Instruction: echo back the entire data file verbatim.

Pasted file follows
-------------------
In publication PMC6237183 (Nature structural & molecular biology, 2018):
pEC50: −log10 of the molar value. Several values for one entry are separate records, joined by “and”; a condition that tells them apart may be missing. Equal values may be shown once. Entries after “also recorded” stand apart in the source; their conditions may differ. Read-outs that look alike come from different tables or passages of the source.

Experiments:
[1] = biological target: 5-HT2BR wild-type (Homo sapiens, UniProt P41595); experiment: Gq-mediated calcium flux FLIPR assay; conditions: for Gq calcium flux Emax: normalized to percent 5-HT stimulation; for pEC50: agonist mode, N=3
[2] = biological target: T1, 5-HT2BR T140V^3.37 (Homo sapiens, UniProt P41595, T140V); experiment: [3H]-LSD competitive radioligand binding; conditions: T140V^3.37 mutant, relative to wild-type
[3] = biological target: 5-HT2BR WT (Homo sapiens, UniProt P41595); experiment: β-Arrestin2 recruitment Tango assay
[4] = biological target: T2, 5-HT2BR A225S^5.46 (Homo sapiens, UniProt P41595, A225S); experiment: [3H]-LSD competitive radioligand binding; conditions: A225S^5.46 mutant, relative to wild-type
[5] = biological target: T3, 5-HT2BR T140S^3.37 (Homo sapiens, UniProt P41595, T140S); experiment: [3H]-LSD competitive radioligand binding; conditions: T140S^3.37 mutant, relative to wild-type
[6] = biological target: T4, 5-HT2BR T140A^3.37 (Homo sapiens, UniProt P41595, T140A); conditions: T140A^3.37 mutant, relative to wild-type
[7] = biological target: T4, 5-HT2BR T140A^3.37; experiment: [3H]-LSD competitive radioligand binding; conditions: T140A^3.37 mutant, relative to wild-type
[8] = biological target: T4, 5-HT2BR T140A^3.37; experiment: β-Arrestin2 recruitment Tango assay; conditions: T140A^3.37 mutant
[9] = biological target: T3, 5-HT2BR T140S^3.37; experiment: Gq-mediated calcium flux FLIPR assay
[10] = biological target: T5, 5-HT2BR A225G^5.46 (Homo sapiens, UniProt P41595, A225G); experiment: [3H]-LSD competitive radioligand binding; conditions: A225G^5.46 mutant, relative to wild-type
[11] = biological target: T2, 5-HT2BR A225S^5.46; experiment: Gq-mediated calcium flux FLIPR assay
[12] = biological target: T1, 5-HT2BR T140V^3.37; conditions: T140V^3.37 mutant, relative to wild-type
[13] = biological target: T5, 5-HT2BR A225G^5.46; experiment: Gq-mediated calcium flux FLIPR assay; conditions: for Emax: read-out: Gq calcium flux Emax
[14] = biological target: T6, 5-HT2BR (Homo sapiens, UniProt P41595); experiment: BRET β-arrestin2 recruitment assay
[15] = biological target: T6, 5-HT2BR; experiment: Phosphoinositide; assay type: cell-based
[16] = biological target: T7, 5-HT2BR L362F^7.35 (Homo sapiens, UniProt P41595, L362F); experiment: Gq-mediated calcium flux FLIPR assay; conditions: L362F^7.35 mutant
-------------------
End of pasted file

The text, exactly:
In publication PMC6237183 (Nature structural & molecular biology, 2018):
pEC50: −log10 of the molar value. Several values for one entry are separate records, joined by “and”; a condition that tells them apart may be missing. Equal values may be shown once. Entries after “also recorded” stand apart in the source; their conditions may differ. Read-outs that look alike come from different tables or passages of the source.

Experiments:
[1] = biological target: 5-HT2BR wild-type (Homo sapiens, UniProt P41595); experiment: Gq-mediated calcium flux FLIPR assay; conditions: for Gq calcium flux Emax: normalized to percent 5-HT stimulation; for pEC50: agonist mode, N=3
[2] = biological target: T1, 5-HT2BR T140V^3.37 (Homo sapiens, UniProt P41595, T140V); experiment: [3H]-LSD competitive radioligand binding; conditions: T140V^3.37 mutant, relative to wild-type
[3] = biological target: 5-HT2BR WT (Homo sapiens, UniProt P41595); experiment: β-Arrestin2 recruitment Tango assay
[4] = biological target: T2, 5-HT2BR A225S^5.46 (Homo sapiens, UniProt P41595, A225S); experiment: [3H]-LSD competitive radioligand binding; conditions: A225S^5.46 mutant, relative to wild-type
[5] = biological target: T3, 5-HT2BR T140S^3.37 (Homo sapiens, UniProt P41595, T140S); experiment: [3H]-LSD competitive radioligand binding; conditions: T140S^3.37 mutant, relative to wild-type
[6] = biological target: T4, 5-HT2BR T140A^3.37 (Homo sapiens, UniProt P41595, T140A); conditions: T140A^3.37 mutant, relative to wild-type
[7] = biological target: T4, 5-HT2BR T140A^3.37; experiment: [3H]-LSD competitive radioligand binding; conditions: T140A^3.37 mutant, relative to wild-type
[8] = biological target: T4, 5-HT2BR T140A^3.37; experiment: β-Arrestin2 recruitment Tango assay; conditions: T140A^3.37 mutant
[9] = biological target: T3, 5-HT2BR T140S^3.37; experiment: Gq-mediated calcium flux FLIPR assay
[10] = biological target: T5, 5-HT2BR A225G^5.46 (Homo sapiens, UniProt P41595, A225G); experiment: [3H]-LSD competitive radioligand binding; conditions: A225G^5.46 mutant, relative to wild-type
[11] = biological target: T2, 5-HT2BR A225S^5.46; experiment: Gq-mediated calcium flux FLIPR assay
[12] = biological target: T1, 5-HT2BR T140V^3.37; conditions: T140V^3.37 mutant, relative to wild-type
[13] = biological target: T5, 5-HT2BR A225G^5.46; experiment: Gq-mediated calcium flux FLIPR assay; conditions: for Emax: read-out: Gq calcium flux Emax
[14] = biological target: T6, 5-HT2BR (Homo sapiens, UniProt P41595); experiment: BRET β-arrestin2 recruitment assay
[15] = biological target: T6, 5-HT2BR; experiment: Phosphoinositide; assay type: cell-based
[16] = biological target: T7, 5-HT2BR L362F^7.35 (Homo sapiens, UniProt P41595, L362F); experiment: Gq-mediated calcium flux FLIPR assay; conditions: L362F^7.35 mutant